12. ClassicZCars is always a good resource for these types of OEM restoration/rebuild issues. Found a couple threads that may help. One guy swapped his passenger and driver lock barrels; others had suggested repairs depending on the specific issue. I'm sure there are other discussions on that forum regarding this topic since it's such a common problem for these old cars. https://www.classiczcars.com/forums/topic/56706-possible-fix-for-worn-out-door-locks/ https://www.classiczcars.com/forums/topic/35066-78-280z-door-locks-worn-out/ Looks like ZCarDepot offers replacement locks; may be other vendors out there as well, like MSA, etc. Sometimes these new lock barrels can be rekeyed to match your existing key, or you can just live with FOL of having to add a new key to your keyring. What year is your car? https://zcardepot.com/products/door-lock-cylinder-set-with-keys-77-78-280z?_pos=3&_sid=9e230f569&_ss=r
  13. No, I only have one Z at the moment. The point I was trying to make is that I've owned several over the years; but I've never been willing to spend a big chunk of money on a nice one...opting instead to buy junkers and restore them myself. It's a satisfying process to build your own car, exactly the way you want it, vs buying something already pre-built.
  14. I've had a dozen old Z's, and have never been willing to shell out the big bucks for a nice clean driveable car. They've all been crappy rust buckets, and I spend a couple years restoring/rebuilding them. Your best bet now is to do as much research as possible so you know what you're getting into before spending your hard-earned cash.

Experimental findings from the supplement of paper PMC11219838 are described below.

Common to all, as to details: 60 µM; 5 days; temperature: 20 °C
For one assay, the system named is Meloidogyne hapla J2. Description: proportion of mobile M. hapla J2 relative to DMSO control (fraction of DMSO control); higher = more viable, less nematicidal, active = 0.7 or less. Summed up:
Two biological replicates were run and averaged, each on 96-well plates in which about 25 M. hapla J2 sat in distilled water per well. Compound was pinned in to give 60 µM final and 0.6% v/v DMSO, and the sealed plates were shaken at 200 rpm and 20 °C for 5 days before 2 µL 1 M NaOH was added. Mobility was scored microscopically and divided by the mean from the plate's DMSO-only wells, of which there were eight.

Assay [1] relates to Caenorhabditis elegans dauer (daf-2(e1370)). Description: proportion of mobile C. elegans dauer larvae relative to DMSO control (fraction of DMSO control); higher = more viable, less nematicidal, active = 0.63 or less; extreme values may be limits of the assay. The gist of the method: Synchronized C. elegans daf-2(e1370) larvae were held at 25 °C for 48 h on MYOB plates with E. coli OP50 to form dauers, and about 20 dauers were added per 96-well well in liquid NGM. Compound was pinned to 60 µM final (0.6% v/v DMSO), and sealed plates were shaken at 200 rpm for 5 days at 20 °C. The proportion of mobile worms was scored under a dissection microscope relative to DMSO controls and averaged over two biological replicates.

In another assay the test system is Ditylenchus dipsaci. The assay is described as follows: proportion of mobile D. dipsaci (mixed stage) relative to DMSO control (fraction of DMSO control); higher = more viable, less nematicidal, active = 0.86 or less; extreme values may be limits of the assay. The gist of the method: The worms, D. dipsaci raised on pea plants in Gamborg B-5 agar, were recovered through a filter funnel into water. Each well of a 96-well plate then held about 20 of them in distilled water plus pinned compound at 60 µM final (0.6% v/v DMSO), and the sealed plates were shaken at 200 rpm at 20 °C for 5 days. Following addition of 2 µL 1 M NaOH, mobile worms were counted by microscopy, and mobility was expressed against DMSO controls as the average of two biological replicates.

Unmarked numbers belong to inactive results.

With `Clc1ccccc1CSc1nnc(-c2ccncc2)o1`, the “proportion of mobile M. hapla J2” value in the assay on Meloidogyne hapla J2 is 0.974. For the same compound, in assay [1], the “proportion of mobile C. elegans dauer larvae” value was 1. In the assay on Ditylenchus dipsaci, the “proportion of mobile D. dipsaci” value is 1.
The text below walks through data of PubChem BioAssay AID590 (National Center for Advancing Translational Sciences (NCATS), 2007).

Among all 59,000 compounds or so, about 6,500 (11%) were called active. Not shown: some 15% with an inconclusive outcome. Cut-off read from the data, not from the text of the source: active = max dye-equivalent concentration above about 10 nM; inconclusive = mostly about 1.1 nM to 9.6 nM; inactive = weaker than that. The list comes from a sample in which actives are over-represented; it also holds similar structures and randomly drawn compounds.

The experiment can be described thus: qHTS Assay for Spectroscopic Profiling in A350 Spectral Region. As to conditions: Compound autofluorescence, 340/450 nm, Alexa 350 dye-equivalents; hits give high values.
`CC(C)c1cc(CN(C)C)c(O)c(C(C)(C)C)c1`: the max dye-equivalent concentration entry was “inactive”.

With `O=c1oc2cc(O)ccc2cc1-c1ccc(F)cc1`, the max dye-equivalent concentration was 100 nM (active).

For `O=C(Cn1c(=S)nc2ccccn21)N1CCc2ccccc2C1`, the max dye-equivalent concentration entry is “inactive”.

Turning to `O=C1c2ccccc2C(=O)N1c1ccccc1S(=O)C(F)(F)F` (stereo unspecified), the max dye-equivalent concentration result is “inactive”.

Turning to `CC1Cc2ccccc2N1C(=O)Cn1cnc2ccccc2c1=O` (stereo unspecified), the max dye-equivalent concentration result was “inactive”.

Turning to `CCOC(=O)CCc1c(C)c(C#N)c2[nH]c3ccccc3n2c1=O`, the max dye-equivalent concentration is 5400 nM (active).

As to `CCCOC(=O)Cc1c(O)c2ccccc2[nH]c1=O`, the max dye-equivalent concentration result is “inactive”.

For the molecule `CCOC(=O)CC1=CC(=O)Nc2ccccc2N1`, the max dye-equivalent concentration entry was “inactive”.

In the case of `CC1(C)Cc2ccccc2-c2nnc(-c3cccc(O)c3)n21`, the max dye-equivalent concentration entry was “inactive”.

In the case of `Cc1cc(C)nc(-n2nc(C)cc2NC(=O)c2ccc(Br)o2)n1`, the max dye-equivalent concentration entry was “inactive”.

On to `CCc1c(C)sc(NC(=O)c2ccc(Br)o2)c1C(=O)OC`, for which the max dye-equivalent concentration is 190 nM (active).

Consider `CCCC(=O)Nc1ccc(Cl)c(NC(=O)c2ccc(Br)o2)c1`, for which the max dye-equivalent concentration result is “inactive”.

15. There's actually quite a few discussions along these lines; but you may have to search for them using Google search....the website search engine isn't the best. Just be sure to include "HybridZ" in your search string. First thing you need to do is figure out what you have currently. If there are no markings on the springs, use an online spring rate calculator to estimate the spring rate. Open up the struts and see what kind of shocks you have. What sway bars, if any, do you currently have? What condition are the bushings in? What size wheels and tires do you have (and what brand/model tire)? Do your current coilovers incorporate camber plates, or have they retained the stock strut isolators? (The stock isolators actually do a very good job damping out road noise and vibration. And I'd recommend you corner-scale the car, to determine your corner weights (primarily to determine your F-R distribution, since there's typically not a large variation in L-R distro.) Are you planning to keep the car for a long time? If so, it's worth spending some $ on quality parts that will last a long time. Finally, decide what your budget goals and constraints are, if any. Next....if street use and compliant ride really is your #1 priority, start compiling list of what changes you'll want to achieve that goal. For a compliant ride, I'd go no stiffer than 200-250 lb/in spring rate. (Even softer if your local roads are in rough shape.) A longer spring of the same rate will typically be more compliant than a shorter spring of the same rate. Are you planning to lower the car? If so, realize that doing so often compromises streetability and the fact that you may need to section the struts in order to retain good bump and droop suspension travel. Shock damping rates play as big a role in ride comfort as spring rate does, so don't ignore shock selection when considering your spring selection. Adjustable shocks are nice; dual adjustable (compression & rebound) are really nice, but often not necessary. Keep in mind that each shock manufacturer has a different design for their shock adjustability. (e.g. Koni single adjustable shocks function differently than Tokico single-adjustable, etc, etc.) Shocks are an area where one can spend a fortune, so factor that into your budget decision process. Tire selection is also extremely important, from both a performance and ride comfort factor, so plan to spend some time (and money) deciding which tire brand/model/size best meets your performance and comfort goals. You'll have to decide for yourself how stiff a sway bar front and rear you'll want. For many street-driven cars, the stock sway bars are fine, especially if you freshen up the bushings with some good PU pieces. BUT, PU can also transmit more road noise and vibration vs rubber....so you may decide to go with a mix of PU and new rubber bushings. I'm sure I'm missing several other items here to consider; just trying to highlight some of the major decision points. You may want to peruse some of the member's builds to find those with similar setups and goals as yours to see what's worked well (and maybe not so well). Good luck with it.